Primary motor cortex inhibition in spinal cord injuries.

OBJECTIVES AND METHODS: Excitability changes in the primary motor cortex in 17 spinal-cord injured (SCI) patients and 10 controls were studied with paired-pulse transcranial magnetic stimulation. The paired pulses were applied at inter-stimulus intervals (ISI) of 2 ms and 15 ms while motor evoked potentials (MEP) were recorded in the biceps brachii (Bic), the abductor pollicis brevis (APB) and the tibialis anterior (TA) muscles.

RESULTS: The study revealed a significant decrease in cortical motor excitability in the first weeks after SCI concerning the representation of both the affected muscles innervated from spinal segments below the lesion, and the spared muscles rostral to the lesion. In the patients with motor-incomplete injury, but not in those with motor-complete injury, the initial cortical inhibition of affected muscles was temporarily reduced 2-3 months following injury. The degree of inhibition in cortical areas representing the spared muscles was observed to be smaller in patients with no voluntary TA activity compared to patients with some activity remaining in the TA. Surprisingly, motor-cortical inhibition was observed not only at ISI 2 ms but also at ISI 15 ms. The inhibition persisted in patients who returned for a follow-up measurement 2-3 years later.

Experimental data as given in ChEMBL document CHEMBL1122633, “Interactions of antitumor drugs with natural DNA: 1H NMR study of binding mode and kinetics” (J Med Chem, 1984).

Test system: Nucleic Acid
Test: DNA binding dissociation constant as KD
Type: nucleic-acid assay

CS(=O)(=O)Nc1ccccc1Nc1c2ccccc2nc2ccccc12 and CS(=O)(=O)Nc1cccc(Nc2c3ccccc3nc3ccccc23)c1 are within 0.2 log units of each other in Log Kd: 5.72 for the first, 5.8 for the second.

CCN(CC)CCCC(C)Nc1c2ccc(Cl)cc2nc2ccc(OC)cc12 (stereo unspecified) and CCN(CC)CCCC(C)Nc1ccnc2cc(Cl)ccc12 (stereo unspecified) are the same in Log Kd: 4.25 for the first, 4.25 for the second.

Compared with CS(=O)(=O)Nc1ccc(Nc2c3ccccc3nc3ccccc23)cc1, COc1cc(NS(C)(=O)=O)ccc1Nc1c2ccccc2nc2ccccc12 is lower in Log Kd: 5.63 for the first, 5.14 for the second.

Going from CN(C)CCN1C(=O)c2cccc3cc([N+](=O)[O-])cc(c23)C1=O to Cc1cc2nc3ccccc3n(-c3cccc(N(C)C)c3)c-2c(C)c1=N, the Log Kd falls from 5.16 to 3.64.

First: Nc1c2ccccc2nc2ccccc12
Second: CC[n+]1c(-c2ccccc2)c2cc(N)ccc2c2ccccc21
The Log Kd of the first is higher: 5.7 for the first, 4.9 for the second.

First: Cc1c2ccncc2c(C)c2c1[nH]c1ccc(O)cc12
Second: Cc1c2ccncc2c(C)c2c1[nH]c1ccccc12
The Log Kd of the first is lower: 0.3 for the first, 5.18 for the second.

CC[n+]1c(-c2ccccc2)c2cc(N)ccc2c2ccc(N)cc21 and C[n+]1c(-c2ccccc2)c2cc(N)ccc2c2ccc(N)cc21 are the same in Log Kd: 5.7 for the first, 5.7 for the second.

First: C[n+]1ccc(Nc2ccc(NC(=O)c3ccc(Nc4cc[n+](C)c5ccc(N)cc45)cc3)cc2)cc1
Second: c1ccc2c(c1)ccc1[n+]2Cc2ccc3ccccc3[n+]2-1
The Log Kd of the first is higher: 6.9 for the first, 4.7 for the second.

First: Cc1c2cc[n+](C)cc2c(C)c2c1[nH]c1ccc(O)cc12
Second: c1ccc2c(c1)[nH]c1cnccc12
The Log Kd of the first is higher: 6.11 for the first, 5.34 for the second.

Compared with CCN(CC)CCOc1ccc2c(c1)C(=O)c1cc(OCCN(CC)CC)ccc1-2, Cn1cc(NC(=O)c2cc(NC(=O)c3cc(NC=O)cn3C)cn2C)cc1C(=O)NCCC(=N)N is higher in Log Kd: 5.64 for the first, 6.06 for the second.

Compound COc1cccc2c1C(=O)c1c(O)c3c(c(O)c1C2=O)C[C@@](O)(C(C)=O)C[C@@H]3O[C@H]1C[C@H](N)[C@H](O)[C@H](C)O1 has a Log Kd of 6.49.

CONCLUSION: The present data showed different evaluation of cortical excitability between patients with complete and incomplete spinal cord lesion. Our results provide more insight into the pathophysiology of SCI and contribute to the ongoing discussion about the recovery process and therapy of SCI patients.

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